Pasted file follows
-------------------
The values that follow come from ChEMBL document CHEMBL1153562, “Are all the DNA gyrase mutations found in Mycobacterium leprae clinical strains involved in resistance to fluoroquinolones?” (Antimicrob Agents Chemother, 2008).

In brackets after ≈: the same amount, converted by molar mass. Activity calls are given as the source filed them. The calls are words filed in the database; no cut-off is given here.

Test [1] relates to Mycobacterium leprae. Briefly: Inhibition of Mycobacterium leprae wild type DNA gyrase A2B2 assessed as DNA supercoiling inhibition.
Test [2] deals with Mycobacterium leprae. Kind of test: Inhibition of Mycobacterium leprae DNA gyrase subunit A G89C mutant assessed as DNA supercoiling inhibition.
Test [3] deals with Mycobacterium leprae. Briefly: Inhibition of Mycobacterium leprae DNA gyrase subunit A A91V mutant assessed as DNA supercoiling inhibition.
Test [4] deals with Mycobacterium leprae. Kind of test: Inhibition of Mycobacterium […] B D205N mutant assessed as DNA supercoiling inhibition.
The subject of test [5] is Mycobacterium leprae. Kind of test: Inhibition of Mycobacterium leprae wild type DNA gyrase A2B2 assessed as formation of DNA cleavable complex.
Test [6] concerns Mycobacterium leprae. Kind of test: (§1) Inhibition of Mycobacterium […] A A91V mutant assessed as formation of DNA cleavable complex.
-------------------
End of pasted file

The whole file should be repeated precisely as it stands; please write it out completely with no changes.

The values that follow come from ChEMBL document CHEMBL1153562, “Are all the DNA gyrase mutations found in Mycobacterium leprae clinical strains involved in resistance to fluoroquinolones?” (Antimicrob Agents Chemother, 2008).

In brackets after ≈: the same amount, converted by molar mass. Activity calls are given as the source filed them. The calls are words filed in the database; no cut-off is given here.

Test [1] relates to Mycobacterium leprae. Briefly: Inhibition of Mycobacterium leprae wild type DNA gyrase A2B2 assessed as DNA supercoiling inhibition.
Test [2] deals with Mycobacterium leprae. Kind of test: Inhibition of Mycobacterium leprae DNA gyrase subunit A G89C mutant assessed as DNA supercoiling inhibition.
Test [3] deals with Mycobacterium leprae. Briefly: Inhibition of Mycobacterium leprae DNA gyrase subunit A A91V mutant assessed as DNA supercoiling inhibition.
Test [4] deals with Mycobacterium leprae. Kind of test: Inhibition of Mycobacterium […] B D205N mutant assessed as DNA supercoiling inhibition.
The subject of test [5] is Mycobacterium leprae. Kind of test: Inhibition of Mycobacterium leprae wild type DNA gyrase A2B2 assessed as formation of DNA cleavable complex.
Test [6] concerns Mycobacterium leprae. Kind of test: (§1) Inhibition of Mycobacterium […] A A91V mutant assessed as formation of DNA cleavable complex.